Thus, he reported two less than ten World Cups, that is, eight FIFA World Cups and in 2008, the Euro Cup Championship.

Travelling to different foriegn countries, watching the differences and similarities, tasting the culture and culinary, matches on-field and off-field, playing and penning, this person has indeed a great knowledge and a rigid view on every folds of the game. Talking to him further, he took our attention  on the high standard football infrastructures that the European countries possess, the football field that decorated two sides of highways, the importance each country gives to it, etc.

Bhasi with Bobby Moore, the British Legend

Flaunting his enticing wide smile, he talks to the hotel staffs like a family, to which, we wrestled with the question mark on our face for its reason. And finding this out, he said, Alakapuri to him seems like an ancestral home. And we listened to another enlightening story.

80s in Kerala, weren’t the time of smartphones or internet. Nor televisions. Only a very few families or big hotels, could afford a television of their own. Even then, there were no channels that could stream them the World Cup live. So, most of people lended their ears onto the radio, for the live updates and other news on World Cup Football. Bhasi Malapparamba, after while back from 1982 World Cup, brought home, the recorded tape of the tournament. He then bought a wooden television that came as courier, and with a screen player, he screened all matches to the public. People from Kozhikode and Malappuram, crowded inside the Alakapuri hotel. And he says, Alakapuri stayed close to his heart, always. This antique tape of 1982 tournament, still remains with him.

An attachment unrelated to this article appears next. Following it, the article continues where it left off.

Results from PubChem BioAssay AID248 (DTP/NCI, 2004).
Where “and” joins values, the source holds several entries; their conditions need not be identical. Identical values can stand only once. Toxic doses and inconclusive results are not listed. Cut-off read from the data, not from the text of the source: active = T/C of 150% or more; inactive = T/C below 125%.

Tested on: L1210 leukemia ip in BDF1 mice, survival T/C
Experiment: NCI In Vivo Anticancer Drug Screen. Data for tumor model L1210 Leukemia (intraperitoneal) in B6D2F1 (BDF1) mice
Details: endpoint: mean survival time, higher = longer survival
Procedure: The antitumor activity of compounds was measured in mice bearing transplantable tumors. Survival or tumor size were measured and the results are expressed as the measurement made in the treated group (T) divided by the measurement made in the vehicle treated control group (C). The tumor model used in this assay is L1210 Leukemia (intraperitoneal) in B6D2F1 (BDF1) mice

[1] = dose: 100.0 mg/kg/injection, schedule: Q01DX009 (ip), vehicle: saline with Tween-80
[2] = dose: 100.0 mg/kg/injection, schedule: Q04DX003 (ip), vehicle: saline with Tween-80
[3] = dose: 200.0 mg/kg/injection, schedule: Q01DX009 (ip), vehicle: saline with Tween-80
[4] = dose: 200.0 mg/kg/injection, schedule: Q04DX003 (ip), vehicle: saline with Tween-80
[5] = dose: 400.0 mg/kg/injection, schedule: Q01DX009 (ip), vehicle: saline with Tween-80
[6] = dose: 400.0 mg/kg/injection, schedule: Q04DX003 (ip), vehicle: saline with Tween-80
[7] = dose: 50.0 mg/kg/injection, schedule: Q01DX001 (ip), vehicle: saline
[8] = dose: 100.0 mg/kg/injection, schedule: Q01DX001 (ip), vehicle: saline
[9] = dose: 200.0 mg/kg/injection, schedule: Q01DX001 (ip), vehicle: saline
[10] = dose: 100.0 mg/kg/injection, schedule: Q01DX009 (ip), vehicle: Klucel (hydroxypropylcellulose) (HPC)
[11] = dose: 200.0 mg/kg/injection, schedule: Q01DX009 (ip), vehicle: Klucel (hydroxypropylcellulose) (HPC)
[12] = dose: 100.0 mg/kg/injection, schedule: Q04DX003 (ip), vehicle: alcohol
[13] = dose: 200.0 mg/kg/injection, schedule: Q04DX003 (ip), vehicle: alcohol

Bhasi with FT Correspondent Jushna Shahin

Unleashing his old experiences and stories, we found out the difficulties that he faced in reporting the early world cups. Nothing less than patience and perseverance would make a person successful in these tasks. Travelling to a completely different nations, watching the game and connecting the line through trunk call and then reading the report for the person on the other side to write it or sometimes faxing the news, the task was even more harder. A day when the newest generation cannot imagine without internet and phone calls, this man, reported news from far nations, devoid of all these gadgets and newest technologies. Nothing less than endless passion and continuous effort made this person, what he is today.

And, at the end of the day,what remained in me, is that elderly figure with much elegance, packed in poise who welcomed us in the hotel reception, with a folder on one hand, marching into the tea-hall, to spend hours talking about football. The first sight of Bhasi Malapparamba, on entering the hotel, never let us guess about, the bundles of stories and experiences of football that dwell within him.